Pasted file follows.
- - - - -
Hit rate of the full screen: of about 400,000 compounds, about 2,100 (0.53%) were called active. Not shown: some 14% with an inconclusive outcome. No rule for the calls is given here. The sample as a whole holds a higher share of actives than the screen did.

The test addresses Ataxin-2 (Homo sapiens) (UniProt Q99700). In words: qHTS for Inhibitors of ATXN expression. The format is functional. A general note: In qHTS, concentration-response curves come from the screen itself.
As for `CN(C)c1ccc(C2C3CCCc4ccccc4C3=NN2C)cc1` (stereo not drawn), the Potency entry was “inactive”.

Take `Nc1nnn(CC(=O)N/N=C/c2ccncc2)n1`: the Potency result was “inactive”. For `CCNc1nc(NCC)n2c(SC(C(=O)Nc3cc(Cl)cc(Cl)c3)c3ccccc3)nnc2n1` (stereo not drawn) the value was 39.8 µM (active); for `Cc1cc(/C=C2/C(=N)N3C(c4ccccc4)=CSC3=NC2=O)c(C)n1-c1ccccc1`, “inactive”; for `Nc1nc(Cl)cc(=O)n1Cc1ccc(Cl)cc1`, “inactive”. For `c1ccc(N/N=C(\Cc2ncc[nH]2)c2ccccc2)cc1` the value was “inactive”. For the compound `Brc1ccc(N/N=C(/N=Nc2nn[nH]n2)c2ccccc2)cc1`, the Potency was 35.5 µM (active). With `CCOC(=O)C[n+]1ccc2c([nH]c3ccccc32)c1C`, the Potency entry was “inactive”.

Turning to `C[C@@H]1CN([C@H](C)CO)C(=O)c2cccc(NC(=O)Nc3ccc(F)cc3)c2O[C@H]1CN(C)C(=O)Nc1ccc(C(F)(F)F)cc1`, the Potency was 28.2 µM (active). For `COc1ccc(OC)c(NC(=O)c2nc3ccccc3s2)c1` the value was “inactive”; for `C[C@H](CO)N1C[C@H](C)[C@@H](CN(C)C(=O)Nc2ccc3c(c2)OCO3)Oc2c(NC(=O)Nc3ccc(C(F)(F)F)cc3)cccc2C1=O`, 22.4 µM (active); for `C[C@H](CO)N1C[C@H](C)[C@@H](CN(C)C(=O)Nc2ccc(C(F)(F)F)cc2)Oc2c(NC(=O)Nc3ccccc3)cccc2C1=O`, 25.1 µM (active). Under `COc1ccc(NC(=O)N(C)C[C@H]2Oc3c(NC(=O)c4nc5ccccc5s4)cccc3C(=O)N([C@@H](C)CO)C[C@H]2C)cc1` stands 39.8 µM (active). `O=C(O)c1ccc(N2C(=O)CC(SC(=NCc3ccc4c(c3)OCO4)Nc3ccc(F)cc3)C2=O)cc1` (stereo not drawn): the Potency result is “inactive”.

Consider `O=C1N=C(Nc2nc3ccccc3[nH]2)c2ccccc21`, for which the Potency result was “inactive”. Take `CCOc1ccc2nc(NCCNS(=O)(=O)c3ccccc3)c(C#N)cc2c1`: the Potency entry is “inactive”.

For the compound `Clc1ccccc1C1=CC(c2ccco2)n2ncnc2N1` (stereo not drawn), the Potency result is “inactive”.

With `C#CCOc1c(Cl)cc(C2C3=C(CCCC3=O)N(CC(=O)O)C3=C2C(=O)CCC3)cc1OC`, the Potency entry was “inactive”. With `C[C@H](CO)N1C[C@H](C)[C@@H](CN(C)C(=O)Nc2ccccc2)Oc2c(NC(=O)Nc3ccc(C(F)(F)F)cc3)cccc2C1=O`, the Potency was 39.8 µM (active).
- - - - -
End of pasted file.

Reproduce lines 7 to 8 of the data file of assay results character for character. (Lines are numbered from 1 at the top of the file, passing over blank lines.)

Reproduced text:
For the compound `Clc1ccccc1C1=CC(c2ccco2)n2ncnc2N1` (stereo not drawn), the Potency result is “inactive”.

With `C#CCOc1c(Cl)cc(C2C3=C(CCCC3=O)N(CC(=O)O)C3=C2C(=O)CCC3)cc1OC`, the Potency entry was “inactive”. With `C[C@H](CO)N1C[C@H](C)[C@@H](CN(C)C(=O)Nc2ccccc2)Oc2c(NC(=O)Nc3ccc(C(F)(F)F)cc3)cccc2C1=O`, the Potency was 39.8 µM (active).